Why RIO Should Be on Your Radar

The shares of mining concern Rio Tinto (RIO) have been in a channel of higher highs and lows since early 2016. The equity notched a four-year peak of $59.66 on May 22, but has pulled back today after the company confirmed that it’s ready to sell its Grasberg mine stake to Indonesia’s Inalum for $3.5 billion. However, RIO’s pullback could be a buying opportunity, especially if a recent options signal is any indicator.

Although Rio Tinto shares have been flirting with multi-year highs, the stock’s near-term options remain attractively priced. Specifically, RIO’s Schaeffer’s Volatility Index (SVI) sits at 23.2%, at the very bottom of its annual range, indicating near-term options are pricing in relatively low volatility expectations.

Since 2008, there have been just three other times at which RIO stock was near a new high while simultaneously boasting an SVI in the bottom 20% of its annual range. The security was higher one month after all three of those signals, averaging a healthy gain of 10.39%, per data from Schaeffer’s Senior Quantitative Analyst Rocky White. At last check, RIO was down 2.5% to trade at $57.51; a similar 10.39% surge would put the shares just shy of $63.50 — territory not charted since 2011.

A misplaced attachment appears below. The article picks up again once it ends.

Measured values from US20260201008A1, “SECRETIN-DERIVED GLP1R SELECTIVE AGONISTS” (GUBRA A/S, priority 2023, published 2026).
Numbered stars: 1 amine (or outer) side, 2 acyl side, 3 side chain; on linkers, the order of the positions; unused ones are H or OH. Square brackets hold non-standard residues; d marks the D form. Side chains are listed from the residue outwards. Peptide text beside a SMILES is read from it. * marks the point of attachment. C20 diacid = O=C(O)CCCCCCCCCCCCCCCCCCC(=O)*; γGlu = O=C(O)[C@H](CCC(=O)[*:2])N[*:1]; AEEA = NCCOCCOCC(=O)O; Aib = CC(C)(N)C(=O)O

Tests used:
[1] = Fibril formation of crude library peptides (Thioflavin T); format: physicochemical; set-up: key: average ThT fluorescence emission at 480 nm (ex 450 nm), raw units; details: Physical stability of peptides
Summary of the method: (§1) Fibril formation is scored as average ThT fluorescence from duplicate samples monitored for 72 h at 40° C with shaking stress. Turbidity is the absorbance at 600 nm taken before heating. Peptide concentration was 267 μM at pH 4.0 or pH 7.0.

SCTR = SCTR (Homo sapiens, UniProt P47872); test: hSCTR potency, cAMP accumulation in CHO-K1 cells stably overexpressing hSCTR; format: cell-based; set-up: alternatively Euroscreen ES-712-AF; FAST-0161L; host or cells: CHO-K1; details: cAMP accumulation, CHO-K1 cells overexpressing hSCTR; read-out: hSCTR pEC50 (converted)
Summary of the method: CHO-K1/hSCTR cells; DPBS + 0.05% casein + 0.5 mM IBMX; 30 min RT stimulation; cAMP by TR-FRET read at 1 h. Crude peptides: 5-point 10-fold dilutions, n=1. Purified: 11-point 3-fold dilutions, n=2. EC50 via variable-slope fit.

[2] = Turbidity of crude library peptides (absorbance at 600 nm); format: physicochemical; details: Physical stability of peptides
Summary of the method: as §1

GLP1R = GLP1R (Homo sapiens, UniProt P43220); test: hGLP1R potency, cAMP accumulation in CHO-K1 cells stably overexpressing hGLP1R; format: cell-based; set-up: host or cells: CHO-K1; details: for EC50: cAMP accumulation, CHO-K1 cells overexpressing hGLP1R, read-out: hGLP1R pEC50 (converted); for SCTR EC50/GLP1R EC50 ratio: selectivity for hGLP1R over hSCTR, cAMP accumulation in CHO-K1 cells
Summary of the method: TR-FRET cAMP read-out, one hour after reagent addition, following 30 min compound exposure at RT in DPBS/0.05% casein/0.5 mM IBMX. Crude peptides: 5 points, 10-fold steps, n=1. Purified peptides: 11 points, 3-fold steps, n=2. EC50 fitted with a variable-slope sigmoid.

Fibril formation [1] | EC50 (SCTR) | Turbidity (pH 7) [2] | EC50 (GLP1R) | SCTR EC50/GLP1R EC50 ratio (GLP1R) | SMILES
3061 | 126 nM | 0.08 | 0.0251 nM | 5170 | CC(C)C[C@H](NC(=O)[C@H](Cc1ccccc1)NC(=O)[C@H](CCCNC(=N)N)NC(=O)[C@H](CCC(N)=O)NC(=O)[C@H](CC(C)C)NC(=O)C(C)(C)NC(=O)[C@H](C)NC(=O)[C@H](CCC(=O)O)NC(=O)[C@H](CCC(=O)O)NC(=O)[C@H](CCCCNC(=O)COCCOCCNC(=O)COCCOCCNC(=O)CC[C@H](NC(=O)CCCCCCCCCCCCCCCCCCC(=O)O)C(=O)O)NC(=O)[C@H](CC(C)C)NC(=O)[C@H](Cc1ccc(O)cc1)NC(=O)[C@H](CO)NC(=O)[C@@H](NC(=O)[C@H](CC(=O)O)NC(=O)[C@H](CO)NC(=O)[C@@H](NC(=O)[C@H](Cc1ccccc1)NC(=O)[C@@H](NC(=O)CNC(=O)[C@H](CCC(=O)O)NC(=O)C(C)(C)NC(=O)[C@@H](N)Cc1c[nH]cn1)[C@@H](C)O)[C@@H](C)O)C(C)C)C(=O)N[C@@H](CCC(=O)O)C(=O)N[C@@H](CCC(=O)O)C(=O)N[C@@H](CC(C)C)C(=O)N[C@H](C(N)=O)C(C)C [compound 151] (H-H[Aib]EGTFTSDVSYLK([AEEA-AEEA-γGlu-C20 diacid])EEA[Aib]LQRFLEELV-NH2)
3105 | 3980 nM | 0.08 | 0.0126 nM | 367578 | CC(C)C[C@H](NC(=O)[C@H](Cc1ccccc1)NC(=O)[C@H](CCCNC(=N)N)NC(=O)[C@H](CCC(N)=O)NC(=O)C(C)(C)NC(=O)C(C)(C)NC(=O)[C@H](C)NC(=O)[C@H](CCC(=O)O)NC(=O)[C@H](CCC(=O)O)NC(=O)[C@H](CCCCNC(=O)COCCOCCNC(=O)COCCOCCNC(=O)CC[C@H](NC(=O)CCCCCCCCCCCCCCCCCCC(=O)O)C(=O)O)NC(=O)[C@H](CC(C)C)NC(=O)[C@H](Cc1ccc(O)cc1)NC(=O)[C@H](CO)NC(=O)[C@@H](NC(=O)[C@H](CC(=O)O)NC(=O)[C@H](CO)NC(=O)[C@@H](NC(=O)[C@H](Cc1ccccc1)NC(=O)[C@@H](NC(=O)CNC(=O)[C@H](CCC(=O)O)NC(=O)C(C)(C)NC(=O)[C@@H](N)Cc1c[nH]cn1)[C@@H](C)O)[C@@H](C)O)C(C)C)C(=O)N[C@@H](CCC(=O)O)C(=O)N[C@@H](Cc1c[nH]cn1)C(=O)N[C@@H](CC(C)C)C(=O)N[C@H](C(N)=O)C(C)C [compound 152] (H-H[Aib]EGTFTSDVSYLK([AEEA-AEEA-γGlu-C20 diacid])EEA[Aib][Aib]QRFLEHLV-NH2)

What’s more, should RIO extend its long-term journey higher, analysts could finally capitulate. Currently, 80% of the brokerage firms following the mining stock maintain tepid “hold” ratings, leaving the door wide open for potential upgrades to lure more buyers to the table.

Options traders looking to speculate on more short-term upside for RIO could consider the June 55 call, which is currently asked at $3.20. Buyers of the call will profit the higher the underlying shares rally north of $58.20 (strike plus premium paid) before the close on Friday, June 15, when the front-month options expire.